Need Funds? Apply Now!

Student outside
Rebecca A. Eckland

While higher education has never been cheap (especially if time is money!)​, this fall TMCC has good news to share: students have a unique opportunity to see if they qualify for additional support thanks to the American Rescue Plan! The plan has created a specialized appeals process that every student can take advantage of to see if they can receive additional grant, scholarship or other financial aid. 

If you’re thinking: “Wait...what? But my parents and/or I make too much money to qualify for financial aid,” put that thought on the backburner. If either you or your parents experienced a loss or decrease in income as a result of the COVID-19 pandemic, you could qualify for additional financial aid under this new appeals process. A “loss of income” could mean a reduction in the number of hours that you are able to work, or a reduction in your income. The elimination of your previous employment due to the pandemic would also qualify you for this opportunity to receive more financial aid dollars. 

If you aren’t sure if you qualify or not for this new opportunity, TMCC Financial Aid Director Leslie Jia said that applying never hurts. “This kind of appeal is not usually granted to a mass group of students—usually it’s only permitted in very select cases. So, students should take advantage of this opportunity,” she said. 


There are two things that have to happen before you can apply. They are simple steps, but ones that you cannot skip if you’re interested in seeing if you qualify for additional funds. 

  1. You have to apply for the FAFSA. There are no exceptions to this requirement. In order to apply for the FAFSA, you will need tax documentation from 2020 from you and/or your parents (if you are still a dependent).
  2. You’re making academic progress and in good academic standing. This doesn’t just mean you’re enrolled in one class or having a blast in your classes. As defined by Federal Financial Aid Standards, this means you must be enrolled in classes that lead to a degree and earn at least a 2.0 cumulative GPA.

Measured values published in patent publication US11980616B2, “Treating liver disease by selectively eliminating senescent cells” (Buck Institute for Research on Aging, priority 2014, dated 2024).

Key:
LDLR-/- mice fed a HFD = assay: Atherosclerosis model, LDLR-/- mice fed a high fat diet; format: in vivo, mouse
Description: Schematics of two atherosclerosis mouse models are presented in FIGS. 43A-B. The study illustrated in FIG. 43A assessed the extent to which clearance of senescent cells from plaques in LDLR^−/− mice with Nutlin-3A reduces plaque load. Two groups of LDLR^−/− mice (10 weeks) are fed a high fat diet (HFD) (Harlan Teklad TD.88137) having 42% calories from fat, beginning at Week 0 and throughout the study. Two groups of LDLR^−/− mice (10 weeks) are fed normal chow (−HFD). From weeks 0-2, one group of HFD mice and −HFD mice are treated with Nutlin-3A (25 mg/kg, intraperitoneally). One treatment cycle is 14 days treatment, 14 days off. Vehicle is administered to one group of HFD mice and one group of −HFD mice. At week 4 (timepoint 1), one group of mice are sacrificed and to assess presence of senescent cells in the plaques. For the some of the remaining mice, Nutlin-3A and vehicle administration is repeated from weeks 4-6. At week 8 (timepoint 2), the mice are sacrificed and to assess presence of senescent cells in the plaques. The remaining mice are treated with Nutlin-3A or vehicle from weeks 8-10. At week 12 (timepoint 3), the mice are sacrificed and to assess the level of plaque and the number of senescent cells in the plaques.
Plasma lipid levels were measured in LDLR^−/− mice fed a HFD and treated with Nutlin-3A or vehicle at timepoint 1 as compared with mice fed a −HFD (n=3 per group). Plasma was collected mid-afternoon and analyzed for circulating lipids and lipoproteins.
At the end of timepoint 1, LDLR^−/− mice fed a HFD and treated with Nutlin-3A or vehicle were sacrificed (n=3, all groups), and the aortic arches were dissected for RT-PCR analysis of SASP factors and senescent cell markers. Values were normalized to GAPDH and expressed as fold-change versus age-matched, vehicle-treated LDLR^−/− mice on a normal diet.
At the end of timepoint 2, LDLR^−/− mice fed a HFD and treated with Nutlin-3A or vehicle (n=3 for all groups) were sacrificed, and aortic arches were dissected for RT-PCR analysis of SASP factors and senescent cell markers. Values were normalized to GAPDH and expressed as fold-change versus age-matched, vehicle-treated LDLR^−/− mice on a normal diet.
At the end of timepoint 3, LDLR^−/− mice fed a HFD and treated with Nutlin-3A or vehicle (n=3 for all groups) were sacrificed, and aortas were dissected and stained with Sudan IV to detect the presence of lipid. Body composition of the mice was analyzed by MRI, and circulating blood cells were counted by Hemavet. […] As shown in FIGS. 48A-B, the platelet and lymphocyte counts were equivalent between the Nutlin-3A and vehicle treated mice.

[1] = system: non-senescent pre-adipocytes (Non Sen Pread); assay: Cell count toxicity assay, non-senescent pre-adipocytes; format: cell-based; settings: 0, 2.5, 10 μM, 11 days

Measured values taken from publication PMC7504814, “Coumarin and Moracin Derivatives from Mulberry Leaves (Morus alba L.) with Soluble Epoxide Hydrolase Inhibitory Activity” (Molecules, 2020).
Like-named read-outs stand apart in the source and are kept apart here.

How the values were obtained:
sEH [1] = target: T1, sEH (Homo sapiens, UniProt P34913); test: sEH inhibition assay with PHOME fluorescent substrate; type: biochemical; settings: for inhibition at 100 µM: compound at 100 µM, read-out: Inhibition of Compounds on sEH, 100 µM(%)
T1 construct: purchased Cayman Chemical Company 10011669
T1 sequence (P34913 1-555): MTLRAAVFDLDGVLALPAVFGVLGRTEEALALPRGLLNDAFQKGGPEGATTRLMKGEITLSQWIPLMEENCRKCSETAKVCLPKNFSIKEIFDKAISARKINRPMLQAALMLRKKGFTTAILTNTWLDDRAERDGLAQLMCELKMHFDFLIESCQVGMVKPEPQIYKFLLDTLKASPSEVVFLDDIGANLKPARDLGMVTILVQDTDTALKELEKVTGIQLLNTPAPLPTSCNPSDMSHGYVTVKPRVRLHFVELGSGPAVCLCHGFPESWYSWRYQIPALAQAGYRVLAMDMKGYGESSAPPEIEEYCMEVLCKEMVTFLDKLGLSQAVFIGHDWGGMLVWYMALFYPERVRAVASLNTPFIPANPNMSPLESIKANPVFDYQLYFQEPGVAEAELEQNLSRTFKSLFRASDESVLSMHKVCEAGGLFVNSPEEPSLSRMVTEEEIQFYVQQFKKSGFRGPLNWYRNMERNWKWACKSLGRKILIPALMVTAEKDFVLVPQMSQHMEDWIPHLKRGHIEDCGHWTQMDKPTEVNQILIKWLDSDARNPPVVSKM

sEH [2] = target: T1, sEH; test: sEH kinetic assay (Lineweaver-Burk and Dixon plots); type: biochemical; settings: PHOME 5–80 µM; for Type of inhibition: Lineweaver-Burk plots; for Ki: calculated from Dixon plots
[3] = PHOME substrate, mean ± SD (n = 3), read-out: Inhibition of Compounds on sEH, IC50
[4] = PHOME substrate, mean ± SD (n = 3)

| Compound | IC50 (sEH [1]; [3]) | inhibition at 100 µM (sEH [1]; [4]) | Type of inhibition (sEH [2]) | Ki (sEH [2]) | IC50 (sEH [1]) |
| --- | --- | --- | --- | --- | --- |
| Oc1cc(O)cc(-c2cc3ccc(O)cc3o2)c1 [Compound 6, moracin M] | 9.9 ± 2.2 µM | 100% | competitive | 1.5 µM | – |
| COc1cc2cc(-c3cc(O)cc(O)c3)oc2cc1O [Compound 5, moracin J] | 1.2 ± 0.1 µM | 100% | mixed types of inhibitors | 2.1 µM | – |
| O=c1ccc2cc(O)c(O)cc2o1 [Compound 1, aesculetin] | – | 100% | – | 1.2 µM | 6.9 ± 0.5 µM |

Once you’ve checked those two boxes, you’re ready to see if this new appeals process could apply to you. 

“The myth that they think that they won’t qualify is really just a myth. Students can’t know if they qualify unless they submit their FAFSA application and these additional documents to see,” said Jia, who explained it costs nothing to apply, so interested students truly have nothing to lose if they apply.  

Financial Aid To Plan for Your Spring Semester

If you have already applied for the FASFA and you’re in good academic standing, but have had a change in income in the past year, you need to fill out this form and submit the first 2-3 pages of your 2020 tax return. For students who may not have qualified for federal financial aid in the past (due to an Expected Family Contribution of $5,800 or more), Jia said changes in income could make a big difference. 

“For students who are enrolled full time in the spring and update their financial information to show an EFC of zero, they could be eligible for up to $3,247 in Pell Grant assuming this student’s classes are all going toward their degree,” she said. “That’s huge, and that kind of financial support could definitely help to support a student working on their certificate or degree.” 

The additional aid will be applied to your student account, covering the cost of tuition and fees. If there are any additional funds left over, those can be used for any additional educational expenses, such as books or other supplies.  

Jia encourages students to apply for this opportunity soon as possible in advance of the spring semester. Those appeals that are accepted can expect the funds to be applied to their student accounts in January. 

And while not every student will qualify for a fully-funded Pell Grant, students could expect new avenues of financial aid to open to them for which they did not previously qualify. 

“If they can demonstrate that there’s been a change in their income… if they can demonstrate there’s been a change in their parent’s or their income, their financial aid eligibility, also known as their Estimated Family Contribution (EFC) can change. If it reduces, there is the potential that students who were eligible for just student loans could be eligible for the Pell Grant. And it could open doors for other financial resources and opportunities. Maybe now they can qualify for a state-need grant, or institutional need grant,” said Jia.

The point is: you will never know unless you apply.

For more information about applying for the Financial Aid Application Review, or for support in applying for Financial Aid, contact their office at 775-673-7072.